I feel it’s important to have stories that touch on the subjects of adversity, disability, and acceptance, where the characters are not perfect but who are not without human nobility, that despite their youth and the hardships they undergo, they are still hopeful and strive to become more in a purposeful, meaningful way. Scar of the Bamboo Leaf is a coming of age tale that spans about a decade in the life of these characters. It’s as much a coming of age tale as it is a coming-to-life story of two characters that quietly, but powerfully find their place in society.

First posted on Sahar’s Blog on 7 October 2014.

Author Spotlight: Lee Murray’s Return

Community-building is a passion of mine–which makes sense, seeing as how it is one of two major concepts addressed in so many of the various features on this blog!  As a writer, I have been puzzled for quite some time at the perceived dichotomy between the very personal business of writing and leading a social life dedicated to building strong communities.

What seems to be lacking is an understanding that writing is not just about a lonely writer pounding out the words on a computer and pursuing publishing deals.  Quite the contrary, especially with the wonderful communications tools we have in 2016.

In fact, I myself have become involved in a few online writer communities and made some really good friends.  I reached out to one of them, Lee Murray, for her thoughts on a couple of questions:

  • What are some of your personal experiences with regards to building communities of writers that challenge the lonely writer stereotype?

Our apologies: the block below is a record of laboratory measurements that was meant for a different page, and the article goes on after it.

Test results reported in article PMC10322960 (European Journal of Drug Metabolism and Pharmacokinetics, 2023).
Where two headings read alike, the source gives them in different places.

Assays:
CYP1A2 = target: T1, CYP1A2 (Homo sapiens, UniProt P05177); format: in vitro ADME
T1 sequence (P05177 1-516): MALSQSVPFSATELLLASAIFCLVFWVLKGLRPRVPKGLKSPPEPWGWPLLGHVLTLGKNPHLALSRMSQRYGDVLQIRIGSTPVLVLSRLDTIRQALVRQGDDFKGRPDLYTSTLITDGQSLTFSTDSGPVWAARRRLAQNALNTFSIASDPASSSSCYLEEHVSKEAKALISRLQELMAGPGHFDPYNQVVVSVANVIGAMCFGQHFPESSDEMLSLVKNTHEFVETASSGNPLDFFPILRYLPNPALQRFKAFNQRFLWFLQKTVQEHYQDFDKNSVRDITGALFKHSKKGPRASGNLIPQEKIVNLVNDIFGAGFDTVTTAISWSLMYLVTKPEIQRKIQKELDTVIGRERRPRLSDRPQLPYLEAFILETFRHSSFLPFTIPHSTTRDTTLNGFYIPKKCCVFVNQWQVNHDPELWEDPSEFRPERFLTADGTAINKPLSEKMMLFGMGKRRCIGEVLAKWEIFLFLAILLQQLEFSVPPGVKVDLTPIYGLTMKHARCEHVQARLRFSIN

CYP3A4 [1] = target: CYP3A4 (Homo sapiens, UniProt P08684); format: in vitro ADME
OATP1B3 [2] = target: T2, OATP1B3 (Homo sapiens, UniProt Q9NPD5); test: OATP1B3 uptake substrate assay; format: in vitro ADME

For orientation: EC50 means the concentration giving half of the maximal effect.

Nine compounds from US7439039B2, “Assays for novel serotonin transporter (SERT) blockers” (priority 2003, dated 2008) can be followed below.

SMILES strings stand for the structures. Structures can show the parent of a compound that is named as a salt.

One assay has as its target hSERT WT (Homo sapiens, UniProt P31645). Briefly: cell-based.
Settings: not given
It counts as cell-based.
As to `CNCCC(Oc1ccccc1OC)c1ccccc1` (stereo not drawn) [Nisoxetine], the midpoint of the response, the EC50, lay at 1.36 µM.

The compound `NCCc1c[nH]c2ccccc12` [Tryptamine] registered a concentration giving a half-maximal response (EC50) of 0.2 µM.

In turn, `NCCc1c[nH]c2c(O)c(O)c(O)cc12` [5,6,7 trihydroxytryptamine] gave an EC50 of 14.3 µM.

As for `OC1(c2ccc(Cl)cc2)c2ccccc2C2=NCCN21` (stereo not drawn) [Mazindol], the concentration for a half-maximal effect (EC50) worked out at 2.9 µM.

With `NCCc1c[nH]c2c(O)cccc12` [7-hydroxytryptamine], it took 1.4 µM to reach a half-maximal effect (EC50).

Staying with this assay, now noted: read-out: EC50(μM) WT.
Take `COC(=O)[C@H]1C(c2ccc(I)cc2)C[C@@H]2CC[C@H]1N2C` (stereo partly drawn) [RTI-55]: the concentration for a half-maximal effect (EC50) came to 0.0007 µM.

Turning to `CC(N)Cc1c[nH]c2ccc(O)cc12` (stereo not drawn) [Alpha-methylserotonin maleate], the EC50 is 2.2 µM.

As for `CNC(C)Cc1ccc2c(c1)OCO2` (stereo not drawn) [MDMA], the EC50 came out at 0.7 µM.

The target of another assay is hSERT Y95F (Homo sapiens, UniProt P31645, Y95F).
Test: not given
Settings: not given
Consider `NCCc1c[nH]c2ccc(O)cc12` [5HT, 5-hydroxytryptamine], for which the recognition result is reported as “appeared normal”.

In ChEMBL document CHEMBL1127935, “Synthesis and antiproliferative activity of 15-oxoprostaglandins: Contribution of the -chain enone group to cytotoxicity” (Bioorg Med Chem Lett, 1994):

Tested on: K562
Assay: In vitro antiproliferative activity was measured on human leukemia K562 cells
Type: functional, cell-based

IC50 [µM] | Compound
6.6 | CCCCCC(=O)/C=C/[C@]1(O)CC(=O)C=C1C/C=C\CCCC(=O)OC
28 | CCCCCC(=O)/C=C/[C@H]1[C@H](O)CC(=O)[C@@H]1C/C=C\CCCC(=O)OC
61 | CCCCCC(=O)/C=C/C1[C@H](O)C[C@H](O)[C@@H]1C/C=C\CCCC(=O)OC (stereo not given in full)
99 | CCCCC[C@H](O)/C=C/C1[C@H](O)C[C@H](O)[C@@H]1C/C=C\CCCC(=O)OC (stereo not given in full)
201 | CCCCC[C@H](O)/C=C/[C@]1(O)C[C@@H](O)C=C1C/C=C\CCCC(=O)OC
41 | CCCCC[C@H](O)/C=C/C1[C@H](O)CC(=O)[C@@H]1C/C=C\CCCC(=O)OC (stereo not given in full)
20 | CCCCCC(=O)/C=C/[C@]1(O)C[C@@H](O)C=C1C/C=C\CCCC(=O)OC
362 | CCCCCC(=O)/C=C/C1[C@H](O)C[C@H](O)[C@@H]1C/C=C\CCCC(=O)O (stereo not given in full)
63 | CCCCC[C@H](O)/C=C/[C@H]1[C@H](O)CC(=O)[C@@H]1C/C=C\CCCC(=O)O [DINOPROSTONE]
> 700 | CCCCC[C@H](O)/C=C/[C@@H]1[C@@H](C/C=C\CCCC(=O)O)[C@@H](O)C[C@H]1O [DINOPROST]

• How would you say these experiences have helped contribute to creating a stronger community and, at the same time, helped individuals writers become both better writers and better people?

Lee Murray, On Being a Writer and a Community-Builder

It’s a familiar stereotype, isn’t it? The writer, hunched over a desk, in an attic or a darkened back room, living on cups of cold coffee while scratching out words late into the night. There’ll be a waste basket overflowing with rejected pages at his feet; perhaps an ashtray in arm’s reach, several cigarette butts curling in a bed of grey ash. The writer’s clothes, from last season or maybe the season before, are dishevelled, and his hair is matted at the back, as if he has spent the night, or several nights, in the armchair in the corner. Sometimes, the writer pushes back his chair and steps to the window to gaze out the over city rooftops, the light from the streetlamps reflected off his face as he stands half concealed by the curtains. He’s spying on the late night passers-by, people spilling out of bars, heading home after an evening out with the girls, laughing, living their lives. The writer is observer. An archivist of sorts. Impartial. Detached. It’s a handy skill, and one he’s nurtured carefully, already prepared for the moment when the precious manuscript ‒ his life’s work ‒ is complete and he’ll be forced to shop it to hardnosed publishers who don’t want to know.

It’s a long-held stereotype of a lonely writer, and yes, some of it applies to me. My office on the porch is not much bigger than a wheelie bin, discarded drafts litter the floor, and a couple of half empty coffee cups have been pushed to the back of the desk while they wait to be taken out to the kitchen. And yes, there are times when writing is all about being hunched in front of my screen bashing out words ‒ although in reality I have a very nice ergonomic chair. Because that’s what writing’s all about, isn’t it? Logging the words. Pushing out pages. But it doesn’t have to be a lonely enterprise; I’ve found that time that invested in communities can be as important as the time you spend at your desk.